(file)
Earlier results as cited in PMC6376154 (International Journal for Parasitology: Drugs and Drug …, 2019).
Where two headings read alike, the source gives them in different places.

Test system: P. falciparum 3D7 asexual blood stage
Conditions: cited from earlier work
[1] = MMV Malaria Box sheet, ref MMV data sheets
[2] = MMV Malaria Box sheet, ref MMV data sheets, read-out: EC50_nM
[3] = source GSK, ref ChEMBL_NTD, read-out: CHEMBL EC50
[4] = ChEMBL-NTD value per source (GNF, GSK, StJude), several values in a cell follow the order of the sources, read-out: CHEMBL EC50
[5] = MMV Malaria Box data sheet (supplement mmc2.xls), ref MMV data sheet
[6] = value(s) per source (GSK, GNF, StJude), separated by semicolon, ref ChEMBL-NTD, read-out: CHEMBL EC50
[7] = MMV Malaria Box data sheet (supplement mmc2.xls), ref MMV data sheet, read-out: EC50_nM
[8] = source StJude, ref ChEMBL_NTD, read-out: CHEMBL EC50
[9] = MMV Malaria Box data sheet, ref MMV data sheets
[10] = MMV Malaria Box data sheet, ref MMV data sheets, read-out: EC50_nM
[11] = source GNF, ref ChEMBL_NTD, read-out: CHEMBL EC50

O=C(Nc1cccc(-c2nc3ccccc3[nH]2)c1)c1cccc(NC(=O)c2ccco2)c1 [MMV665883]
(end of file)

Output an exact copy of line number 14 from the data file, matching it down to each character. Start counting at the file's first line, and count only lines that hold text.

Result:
[10] = MMV Malaria Box data sheet, ref MMV data sheets, read-out: EC50_nM